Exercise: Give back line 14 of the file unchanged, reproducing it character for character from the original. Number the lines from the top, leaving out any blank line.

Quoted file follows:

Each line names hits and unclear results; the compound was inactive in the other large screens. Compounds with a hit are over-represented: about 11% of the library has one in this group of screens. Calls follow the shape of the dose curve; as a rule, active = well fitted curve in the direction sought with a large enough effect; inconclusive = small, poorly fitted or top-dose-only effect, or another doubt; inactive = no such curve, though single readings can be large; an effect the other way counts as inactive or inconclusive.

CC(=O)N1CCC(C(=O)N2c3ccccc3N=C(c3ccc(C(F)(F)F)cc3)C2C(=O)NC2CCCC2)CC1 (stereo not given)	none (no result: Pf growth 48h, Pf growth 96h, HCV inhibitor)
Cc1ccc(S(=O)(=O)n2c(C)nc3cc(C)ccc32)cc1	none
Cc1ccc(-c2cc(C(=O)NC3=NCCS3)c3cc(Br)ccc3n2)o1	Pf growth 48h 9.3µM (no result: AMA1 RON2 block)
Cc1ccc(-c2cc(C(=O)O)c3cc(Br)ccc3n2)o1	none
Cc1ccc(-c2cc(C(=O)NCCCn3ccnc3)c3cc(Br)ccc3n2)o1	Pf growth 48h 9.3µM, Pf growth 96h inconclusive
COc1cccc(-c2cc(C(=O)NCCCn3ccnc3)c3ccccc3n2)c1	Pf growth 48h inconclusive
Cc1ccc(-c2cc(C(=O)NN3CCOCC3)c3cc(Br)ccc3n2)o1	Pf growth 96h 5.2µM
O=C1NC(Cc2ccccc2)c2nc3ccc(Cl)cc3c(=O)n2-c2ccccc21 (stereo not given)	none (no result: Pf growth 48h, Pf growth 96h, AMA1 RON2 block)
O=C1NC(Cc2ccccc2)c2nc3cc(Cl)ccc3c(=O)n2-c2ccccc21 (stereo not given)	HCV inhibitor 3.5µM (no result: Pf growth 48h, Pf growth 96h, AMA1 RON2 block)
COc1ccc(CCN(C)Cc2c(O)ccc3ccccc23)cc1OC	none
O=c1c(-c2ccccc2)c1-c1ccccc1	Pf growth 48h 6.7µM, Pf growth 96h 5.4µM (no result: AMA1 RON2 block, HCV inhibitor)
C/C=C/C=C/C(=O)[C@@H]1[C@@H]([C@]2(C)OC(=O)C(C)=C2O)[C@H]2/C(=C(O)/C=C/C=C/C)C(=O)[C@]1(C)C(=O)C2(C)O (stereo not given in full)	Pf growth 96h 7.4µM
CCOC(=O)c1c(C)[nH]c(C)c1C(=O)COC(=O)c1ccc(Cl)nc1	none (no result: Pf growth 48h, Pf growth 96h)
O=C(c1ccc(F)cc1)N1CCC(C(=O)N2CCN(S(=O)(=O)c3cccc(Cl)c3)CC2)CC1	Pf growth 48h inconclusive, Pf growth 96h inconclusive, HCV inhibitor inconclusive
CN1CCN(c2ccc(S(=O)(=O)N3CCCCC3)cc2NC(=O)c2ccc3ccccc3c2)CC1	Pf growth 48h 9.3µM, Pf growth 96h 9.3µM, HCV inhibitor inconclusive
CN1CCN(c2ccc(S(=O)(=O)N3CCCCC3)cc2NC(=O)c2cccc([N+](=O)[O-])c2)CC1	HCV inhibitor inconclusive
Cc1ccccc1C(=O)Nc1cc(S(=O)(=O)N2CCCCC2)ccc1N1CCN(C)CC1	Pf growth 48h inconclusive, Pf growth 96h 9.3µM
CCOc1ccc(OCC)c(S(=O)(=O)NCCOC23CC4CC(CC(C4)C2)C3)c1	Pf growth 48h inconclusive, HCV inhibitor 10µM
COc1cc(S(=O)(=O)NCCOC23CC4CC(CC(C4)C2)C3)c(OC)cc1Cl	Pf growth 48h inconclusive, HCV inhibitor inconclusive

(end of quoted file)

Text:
CCOC(=O)c1c(C)[nH]c(C)c1C(=O)COC(=O)c1ccc(Cl)nc1	none (no result: Pf growth 48h, Pf growth 96h)